In the wake of tragedy, how will the Warriors shift back into a franchise-defining season?

In the wake of tragedy, how will the Warriors shift back into a franchise-defining season?

SAN FRANCISCO — This is no Hollywood movie where tragedy inspires greatness.

As the Warriors dip their toes back into basketball and prepare for Wednesday’s game against the Atlanta Hawks, Dejan Milojevic’s absence is omnipresent and difficult to grasp.

“We’re coming in and practicing, but it doesn’t feel normal at all,” coach Steve Kerr said. “Practice is competitive and upbeat, but the awareness is constant.”

The stakes at hand for the Warriors’ season pale in comparison to the unimaginable loss of life most of this team witnessed firsthand. But now this team will have to make the uncomfortable transition from vulnerable grief to the unsympathetic demands of the NBA season.

Before Milojevic’s death, the Warriors’ concerns revolved around the future of a dynasty in tailspin. Now the question is how the team will step back into this other reality with the Feb. 8 trade deadline looming, one that feels relatively insignificant now. But a reality nonetheless.

“It’d have been really hard to play those first few days, to be completely honest,” Steph Curry said.

The Warriors last played on Jan. 15 and had one of their ugliest losses of the year against the Memphis Grizzlies’ B-Squad. Draymond Green made his anticipated return from indefinite suspension and, after the game, implored his teammates to play with some pride on defense.

Through 40 games, currently out of the play-in picture, it’s clear the Warriors’ on-court chemistry is in dire need of a shakeup if they want to make a late playoff push or reposition themselves to contend next season and beyond. Those around the team are aware there needs to be a change if they want to maximize Curry’s championship window. But the possibilities are limited, time is running out and the Warriors can only take baby steps.

“We’re worried about tomorrow,” Curry said. “I know that’s not the answer you’re looking for but it’s more of a reminder of what’s not promised in the future for us to be able to play a basketball game tomorrow. Try to compete, try to win, try to execute what we need to do to win. … We have to remind ourselves of that mission as we go forward, but it’s really just about tomorrow and if we can get a win and enjoy ourselves.”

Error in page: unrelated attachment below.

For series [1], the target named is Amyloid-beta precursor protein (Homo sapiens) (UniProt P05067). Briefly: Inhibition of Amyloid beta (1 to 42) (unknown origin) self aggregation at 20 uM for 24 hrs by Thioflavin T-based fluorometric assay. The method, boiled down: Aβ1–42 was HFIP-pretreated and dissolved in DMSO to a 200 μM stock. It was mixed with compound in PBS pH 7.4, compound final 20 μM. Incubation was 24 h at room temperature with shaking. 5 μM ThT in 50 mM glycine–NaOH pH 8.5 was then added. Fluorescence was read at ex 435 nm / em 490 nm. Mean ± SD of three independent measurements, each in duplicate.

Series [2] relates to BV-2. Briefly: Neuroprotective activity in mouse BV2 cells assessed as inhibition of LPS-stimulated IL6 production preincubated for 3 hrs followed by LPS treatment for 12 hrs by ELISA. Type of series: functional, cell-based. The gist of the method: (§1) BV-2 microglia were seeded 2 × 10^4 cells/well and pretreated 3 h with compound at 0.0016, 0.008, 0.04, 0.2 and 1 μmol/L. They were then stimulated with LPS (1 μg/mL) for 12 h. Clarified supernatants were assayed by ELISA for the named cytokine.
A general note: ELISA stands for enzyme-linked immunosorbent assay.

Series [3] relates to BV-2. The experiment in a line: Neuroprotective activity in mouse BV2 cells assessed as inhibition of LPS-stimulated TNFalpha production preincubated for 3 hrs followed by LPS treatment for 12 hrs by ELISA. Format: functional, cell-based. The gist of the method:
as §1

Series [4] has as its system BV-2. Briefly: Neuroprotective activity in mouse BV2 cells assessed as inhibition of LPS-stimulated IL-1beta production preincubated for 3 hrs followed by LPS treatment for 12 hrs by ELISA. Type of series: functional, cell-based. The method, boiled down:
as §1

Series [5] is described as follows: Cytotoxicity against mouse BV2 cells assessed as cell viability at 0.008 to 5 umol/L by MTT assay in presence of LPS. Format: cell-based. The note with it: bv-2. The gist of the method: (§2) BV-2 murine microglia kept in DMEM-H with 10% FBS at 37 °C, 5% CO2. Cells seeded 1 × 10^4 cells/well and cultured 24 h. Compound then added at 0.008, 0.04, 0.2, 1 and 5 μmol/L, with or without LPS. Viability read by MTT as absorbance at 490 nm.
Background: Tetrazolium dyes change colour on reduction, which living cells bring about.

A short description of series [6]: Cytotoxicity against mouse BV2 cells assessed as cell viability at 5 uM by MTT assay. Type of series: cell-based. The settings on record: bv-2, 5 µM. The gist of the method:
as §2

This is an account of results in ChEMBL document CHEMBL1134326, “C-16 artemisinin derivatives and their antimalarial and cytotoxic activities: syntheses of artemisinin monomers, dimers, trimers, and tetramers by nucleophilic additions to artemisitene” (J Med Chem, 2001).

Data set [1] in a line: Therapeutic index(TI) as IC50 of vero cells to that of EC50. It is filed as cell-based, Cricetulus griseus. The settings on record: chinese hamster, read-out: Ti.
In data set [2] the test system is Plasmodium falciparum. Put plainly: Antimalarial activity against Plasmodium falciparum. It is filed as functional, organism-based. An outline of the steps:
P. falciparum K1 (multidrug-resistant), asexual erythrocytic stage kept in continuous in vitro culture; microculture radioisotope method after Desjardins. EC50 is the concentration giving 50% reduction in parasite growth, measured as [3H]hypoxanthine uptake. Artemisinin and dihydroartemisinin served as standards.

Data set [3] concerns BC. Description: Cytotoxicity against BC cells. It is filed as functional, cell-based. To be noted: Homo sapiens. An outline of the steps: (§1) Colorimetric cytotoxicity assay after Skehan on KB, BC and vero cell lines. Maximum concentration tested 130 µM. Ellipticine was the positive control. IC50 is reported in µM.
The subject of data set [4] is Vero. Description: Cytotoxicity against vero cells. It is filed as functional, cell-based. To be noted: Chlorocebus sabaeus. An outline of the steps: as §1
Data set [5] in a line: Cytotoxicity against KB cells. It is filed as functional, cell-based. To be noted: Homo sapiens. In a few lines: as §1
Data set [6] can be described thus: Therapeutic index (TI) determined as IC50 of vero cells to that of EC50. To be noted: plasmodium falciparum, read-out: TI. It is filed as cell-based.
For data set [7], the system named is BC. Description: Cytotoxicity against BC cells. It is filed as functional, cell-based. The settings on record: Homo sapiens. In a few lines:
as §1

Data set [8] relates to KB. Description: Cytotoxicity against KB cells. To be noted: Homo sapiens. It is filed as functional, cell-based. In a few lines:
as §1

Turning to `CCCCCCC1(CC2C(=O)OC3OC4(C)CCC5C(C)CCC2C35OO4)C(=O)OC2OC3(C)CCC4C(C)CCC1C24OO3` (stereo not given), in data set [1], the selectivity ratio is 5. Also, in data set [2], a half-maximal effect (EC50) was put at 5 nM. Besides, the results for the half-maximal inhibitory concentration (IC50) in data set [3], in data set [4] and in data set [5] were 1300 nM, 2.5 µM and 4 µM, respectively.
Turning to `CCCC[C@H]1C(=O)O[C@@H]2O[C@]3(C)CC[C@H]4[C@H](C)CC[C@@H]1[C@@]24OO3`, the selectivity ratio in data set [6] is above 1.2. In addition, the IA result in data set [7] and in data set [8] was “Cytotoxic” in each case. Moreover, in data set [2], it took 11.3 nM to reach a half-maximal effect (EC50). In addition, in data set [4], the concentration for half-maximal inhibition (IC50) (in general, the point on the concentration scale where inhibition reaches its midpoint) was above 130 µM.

While the Warriors were in mourning, the league shifted into transaction mode.

Pascal Siakam was seen as a good Warriors fit available on an expiring contract for his size and versatility on defense that could be a viable second scorer next to Curry. But the Toronto Raptors traded him to the Indiana Pacers, likely on the premise that the 29-year-old Siakam would sign a hefty contract extension there.

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Rumors swirled around the Los Angeles Lakers — also looking to maximize LeBron James’ contention window — putting a package together for Atlanta guard Dejounte Murray. On Tuesday, the Miami Heat traded veteran guard Kyle Lowry, who had been benched, to the Charlotte Hornets for guard Terry Rozier.

Golden State came into the season touting some “optionality” on their roster — expiring and team-friendly contracts that could be moved in a pinch for the right player. But the team’s objectives heading into Feb. 8 are murky in the wake of tragedy and during a season defined by suspension what-ifs. The team’s identity crisis is borne of Green’s many suspensions, Andrew Wiggins’ decline and a gray area in which younger players are called on to step up more than expected.

The team’s brass are in mourning while having to sort these priorities out.